He reminded her of Spike. She was sure Buffy would throw a fit if she knew that she’d taken off her dress for the pirate so he could clean up her wounds. Of course, Captain Jack hadn’t even glanced at her, just used some sort of smelly antiseptic, put on a couple of bandages and told her to get dressed again.
And then he offered her a sip of rum, just to be polite.
Spike would never have done that.
Buffy would definitely have pitched a fit, which is why Dawn said yes and tasted rum for the first time in her fifteen years. She’d downed the entire mug in a gulp, which is something Buffy warned her never to do.
“That’s nasty,” Dawn coughed. “Now I know why Spike prefers beer.”
She smiled slowly. “You’d probably know him as William the Bloody.”
“William the what?”
“How about Angelus? Ever hear of him?”
“Who?” Kohl-lined brown eyes narrowed at her.
She bounced off the bed and reached for the crucifix he had hanging over his door. “I suppose this is just for luck, right?”
“Leave it,” Captain Jack ordered. “And sit down. Yer makin’ me dizzy.”
Sitting down was a good idea, considering the room was spinning and the ship was pitching back and forth. Dawn sank into a chair. “Can I be a pirate?”
Captain Jack sighed loudly and took another deep draught of rum. “Wouldn’t ya prefer to get married an’ have babies?”
“I’m only fifteen,” Dawn sniffed. “Besides, I know all about pirates. You’re probably planning on selling me, right?”
“That’s what we do, little missy.”
“Big mistake. Huge.”
“You need me.”
“And why would that be?”
“Because those books over there that aren’t in English…I can read most of them. And I’m getting pretty good with the spells and stuff – I’m no Willow, or anything – but I’m not bad. And,” Dawn leaned forward whispering confidentially. “I’m the Key.”
To her shock, Captain Jack started laughing. Hard.
“You think I’m lying? Ask Psycho-Glory what I am.”
“And next you’ll be telling me Glory’s no ordinary wench.”
“Of course not,” he snorted.
“She’s a hell-god.”
“This is no way to treat a hell god,” Glory shouted, kicked at her cell door. “I’m going to eat all of your brains for this you rotten little meat bags.”
“What do you want, old man,” Glory sniffed.
“The name’s Joshamee Gibbs, miss, and the captain might let you out if you behave yourself.” The old pirate kept his distance, eyeing her warily.
“Behave myself? Do you know who I am?!”
“A wench what’s in a great deal of trouble with our captain.”
“You have more to worry about from me, Gibbsy.” Glory began pacing her small cell. “I’m a god, little man. I could crush you with a finger. But I’m going to offer you the chance of a lifetime. Let me out of here, give me back my Key and I’ll give you more power than your feeble little mind could ever fathom.”
“Miss, the captain’s not much appreciative of talk of mutiny, even from a lady as lovely as yourself---“
“Mutiny? You think I want this rotten little boat? I want my universe, Gibbsy.” She stopped her pacing and glared at him. “All I want is to go home. Is that too much to ask? Is it?”
“O-of course not, miss –“
“I don’t know how you pathetic humans do it. All this suffering, all this pain….for what?”
Gibbs began backing away from the cell.
“Where are you going?!”
Gibbs turned and fled back up the stairs.
“Bring her, Gibbs.”
“She’s mad, Cap’n. Why don’t you amuse yourself with the nice wee girl instead,” Gibbs suggested.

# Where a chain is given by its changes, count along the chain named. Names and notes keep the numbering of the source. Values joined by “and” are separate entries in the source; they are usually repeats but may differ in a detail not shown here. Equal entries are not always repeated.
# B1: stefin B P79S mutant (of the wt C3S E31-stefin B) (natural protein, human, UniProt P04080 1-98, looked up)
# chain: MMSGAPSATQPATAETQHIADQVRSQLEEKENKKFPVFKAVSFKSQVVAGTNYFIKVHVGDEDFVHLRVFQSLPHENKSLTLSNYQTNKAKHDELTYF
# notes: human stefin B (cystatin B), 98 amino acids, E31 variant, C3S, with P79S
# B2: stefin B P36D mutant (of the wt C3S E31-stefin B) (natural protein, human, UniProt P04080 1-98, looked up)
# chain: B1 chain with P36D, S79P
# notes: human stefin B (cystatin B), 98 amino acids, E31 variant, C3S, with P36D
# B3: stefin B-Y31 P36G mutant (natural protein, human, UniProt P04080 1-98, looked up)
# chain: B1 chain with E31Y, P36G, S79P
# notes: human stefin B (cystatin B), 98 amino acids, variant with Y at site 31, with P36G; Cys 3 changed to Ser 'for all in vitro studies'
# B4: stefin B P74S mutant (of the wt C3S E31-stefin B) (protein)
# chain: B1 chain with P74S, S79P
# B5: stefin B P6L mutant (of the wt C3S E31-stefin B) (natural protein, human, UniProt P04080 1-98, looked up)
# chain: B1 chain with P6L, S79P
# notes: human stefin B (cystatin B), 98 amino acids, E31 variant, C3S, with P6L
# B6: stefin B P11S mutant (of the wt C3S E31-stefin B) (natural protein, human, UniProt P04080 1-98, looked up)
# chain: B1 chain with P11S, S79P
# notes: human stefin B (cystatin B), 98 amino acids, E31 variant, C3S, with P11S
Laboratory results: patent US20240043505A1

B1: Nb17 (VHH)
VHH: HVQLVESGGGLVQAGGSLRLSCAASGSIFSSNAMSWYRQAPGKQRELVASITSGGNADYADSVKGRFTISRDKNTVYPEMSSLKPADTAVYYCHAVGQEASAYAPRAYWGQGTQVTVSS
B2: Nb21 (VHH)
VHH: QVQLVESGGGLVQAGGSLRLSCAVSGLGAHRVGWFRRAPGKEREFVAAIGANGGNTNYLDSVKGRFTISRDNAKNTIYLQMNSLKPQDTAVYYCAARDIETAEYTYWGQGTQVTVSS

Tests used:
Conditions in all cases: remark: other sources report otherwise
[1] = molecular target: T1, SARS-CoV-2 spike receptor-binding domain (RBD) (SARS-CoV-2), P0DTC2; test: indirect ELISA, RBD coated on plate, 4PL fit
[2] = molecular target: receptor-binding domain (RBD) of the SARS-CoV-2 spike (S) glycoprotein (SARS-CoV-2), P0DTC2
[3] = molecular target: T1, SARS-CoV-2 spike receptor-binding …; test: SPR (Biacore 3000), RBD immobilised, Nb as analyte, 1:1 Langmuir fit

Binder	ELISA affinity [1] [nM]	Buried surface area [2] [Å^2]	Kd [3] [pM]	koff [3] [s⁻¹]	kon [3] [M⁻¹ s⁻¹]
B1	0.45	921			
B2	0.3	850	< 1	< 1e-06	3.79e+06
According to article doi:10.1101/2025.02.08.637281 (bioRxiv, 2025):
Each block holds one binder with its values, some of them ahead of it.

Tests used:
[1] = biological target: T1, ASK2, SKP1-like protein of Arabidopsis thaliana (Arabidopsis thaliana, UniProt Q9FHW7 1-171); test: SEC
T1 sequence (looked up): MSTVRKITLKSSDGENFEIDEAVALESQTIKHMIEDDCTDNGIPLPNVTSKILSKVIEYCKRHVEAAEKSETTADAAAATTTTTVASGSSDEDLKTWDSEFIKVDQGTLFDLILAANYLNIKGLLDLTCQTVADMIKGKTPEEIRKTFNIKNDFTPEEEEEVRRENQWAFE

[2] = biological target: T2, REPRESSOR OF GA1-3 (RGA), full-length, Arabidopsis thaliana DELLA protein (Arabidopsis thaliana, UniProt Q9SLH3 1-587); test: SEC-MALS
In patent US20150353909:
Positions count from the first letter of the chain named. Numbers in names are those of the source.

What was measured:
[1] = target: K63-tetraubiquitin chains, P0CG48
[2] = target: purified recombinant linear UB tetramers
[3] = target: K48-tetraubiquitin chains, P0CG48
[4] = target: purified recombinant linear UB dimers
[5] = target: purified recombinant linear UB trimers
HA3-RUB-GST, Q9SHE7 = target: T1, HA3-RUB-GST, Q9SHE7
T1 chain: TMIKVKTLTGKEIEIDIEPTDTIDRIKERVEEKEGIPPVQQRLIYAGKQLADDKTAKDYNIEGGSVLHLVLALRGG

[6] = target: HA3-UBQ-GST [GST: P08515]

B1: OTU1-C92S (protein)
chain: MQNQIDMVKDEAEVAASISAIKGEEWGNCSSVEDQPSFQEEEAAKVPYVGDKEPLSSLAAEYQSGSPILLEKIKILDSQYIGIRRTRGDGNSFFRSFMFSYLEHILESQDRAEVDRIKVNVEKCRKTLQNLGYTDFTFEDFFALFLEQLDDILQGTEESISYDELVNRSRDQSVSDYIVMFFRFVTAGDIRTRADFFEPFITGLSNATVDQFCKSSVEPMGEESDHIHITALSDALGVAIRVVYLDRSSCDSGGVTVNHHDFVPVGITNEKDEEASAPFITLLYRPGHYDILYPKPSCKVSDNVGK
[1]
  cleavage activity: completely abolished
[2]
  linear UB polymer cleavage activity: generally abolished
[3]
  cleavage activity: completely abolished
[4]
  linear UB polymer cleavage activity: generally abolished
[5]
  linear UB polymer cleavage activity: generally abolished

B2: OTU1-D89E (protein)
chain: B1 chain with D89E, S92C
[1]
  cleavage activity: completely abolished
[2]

Jack resisted the urge to roll his eyes and instead gestured at the girl who was snuggled under his covers, sleeping off her rum. “A bit on the young side, Gibbs, wouldn’t you say? Besides, I’m still keen to know how two lasses and a leper found themselves on that wreck in the middle of the ocean.”
“I’m sure the mad one was behind it all.”
“Gibbs. Why are you stalling?”
“She tried talking me into mutiny, Cap’n. Dangerous wench, she is, and bad luck, too.”
“I can see how following her curvy form might have its appeal, Mr. Gibbs,” Jack chuckled. “Bring her and have supper brought for the three of us. I’m sure the girl-child will wake when she smells food.”
“Food?” The lump in his bed spoke. “Where?”
“Here and shortly.” The Key, indeed. Whatever that was.
Moments later, Gibbs steered a complaining Glory into Jack’s cabin.
She stormed up to Jack and poked a finger into his chest. “Where’s my Key, worm?”
Jack removed her hand, capturing it in his own. “You might want to mind your manners, pet, considering the position you find yourself in.”
Glory yanked her hand from his and, in a lightning-fast movement, grabbed his head in her hands. She emitted a shriek of frustration. “Why am I not eating your brains right now?”
He grabbed her hands again. “Perhaps you’d prefer whatever the galley prepared instead?”
At the suggestion of food, the wench’s stomach rumbled. She nearly jumped out of her skin at the sound. “What is that?”
“That’s your stomach telling you that you’d prefer something other than my brains.”
“Is it, now?”
“Gods don’t eat.”
The lump in Jack’s bed moaned. Dawn emerged from her cocoon of blankets and got shakily to her feet. “Haven’t you figured it out yet, oh great Glorificus? You’re not a god anymore. You’re a pathetic little meat sack, suffering along this mortal coil with the rest of us.”
“What?! That’s impossible,” Glory wailed.
Jack stepped aside as Dawn walked up to Glory. “When we got sucked through that portal, you lost your powers. Which means I get to do this.”
With that, Dawn punched Glory in the face.
Glory staggered backwards, her hand flying up to her mouth, staring in shock at the blood on her hand. “You’re going to pay for that, Dawnie. I just need your blood, little girl, it doesn’t matter if you have arms.”